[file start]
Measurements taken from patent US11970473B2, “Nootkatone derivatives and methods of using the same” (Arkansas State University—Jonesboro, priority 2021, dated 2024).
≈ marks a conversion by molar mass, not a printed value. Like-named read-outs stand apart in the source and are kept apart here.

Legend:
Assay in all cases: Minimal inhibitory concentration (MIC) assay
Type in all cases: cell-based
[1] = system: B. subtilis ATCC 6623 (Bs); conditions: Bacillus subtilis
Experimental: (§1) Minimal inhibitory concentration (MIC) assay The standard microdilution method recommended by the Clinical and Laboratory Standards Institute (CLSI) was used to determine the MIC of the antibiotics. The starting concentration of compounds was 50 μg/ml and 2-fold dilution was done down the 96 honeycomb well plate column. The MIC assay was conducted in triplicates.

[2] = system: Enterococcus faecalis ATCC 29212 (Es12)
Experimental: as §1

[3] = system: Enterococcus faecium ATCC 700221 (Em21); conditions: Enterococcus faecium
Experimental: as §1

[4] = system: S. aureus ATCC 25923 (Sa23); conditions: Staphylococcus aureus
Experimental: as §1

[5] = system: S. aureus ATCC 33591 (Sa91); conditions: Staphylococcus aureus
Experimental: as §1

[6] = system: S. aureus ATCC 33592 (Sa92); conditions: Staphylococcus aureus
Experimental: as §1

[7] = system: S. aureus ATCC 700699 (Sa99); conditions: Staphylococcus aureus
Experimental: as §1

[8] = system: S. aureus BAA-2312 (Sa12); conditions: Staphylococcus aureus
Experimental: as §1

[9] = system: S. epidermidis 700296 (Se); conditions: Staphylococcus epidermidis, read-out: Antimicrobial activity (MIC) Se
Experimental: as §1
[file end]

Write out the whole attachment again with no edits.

Measurements taken from patent US11970473B2, “Nootkatone derivatives and methods of using the same” (Arkansas State University—Jonesboro, priority 2021, dated 2024).
≈ marks a conversion by molar mass, not a printed value. Like-named read-outs stand apart in the source and are kept apart here.

Legend:
Assay in all cases: Minimal inhibitory concentration (MIC) assay
Type in all cases: cell-based
[1] = system: B. subtilis ATCC 6623 (Bs); conditions: Bacillus subtilis
Experimental: (§1) Minimal inhibitory concentration (MIC) assay The standard microdilution method recommended by the Clinical and Laboratory Standards Institute (CLSI) was used to determine the MIC of the antibiotics. The starting concentration of compounds was 50 μg/ml and 2-fold dilution was done down the 96 honeycomb well plate column. The MIC assay was conducted in triplicates.

[2] = system: Enterococcus faecalis ATCC 29212 (Es12)
Experimental: as §1

[3] = system: Enterococcus faecium ATCC 700221 (Em21); conditions: Enterococcus faecium
Experimental: as §1

[4] = system: S. aureus ATCC 25923 (Sa23); conditions: Staphylococcus aureus
Experimental: as §1

[5] = system: S. aureus ATCC 33591 (Sa91); conditions: Staphylococcus aureus
Experimental: as §1

[6] = system: S. aureus ATCC 33592 (Sa92); conditions: Staphylococcus aureus
Experimental: as §1

[7] = system: S. aureus ATCC 700699 (Sa99); conditions: Staphylococcus aureus
Experimental: as §1

[8] = system: S. aureus BAA-2312 (Sa12); conditions: Staphylococcus aureus
Experimental: as §1

[9] = system: S. epidermidis 700296 (Se); conditions: Staphylococcus epidermidis, read-out: Antimicrobial activity (MIC) Se
Experimental: as §1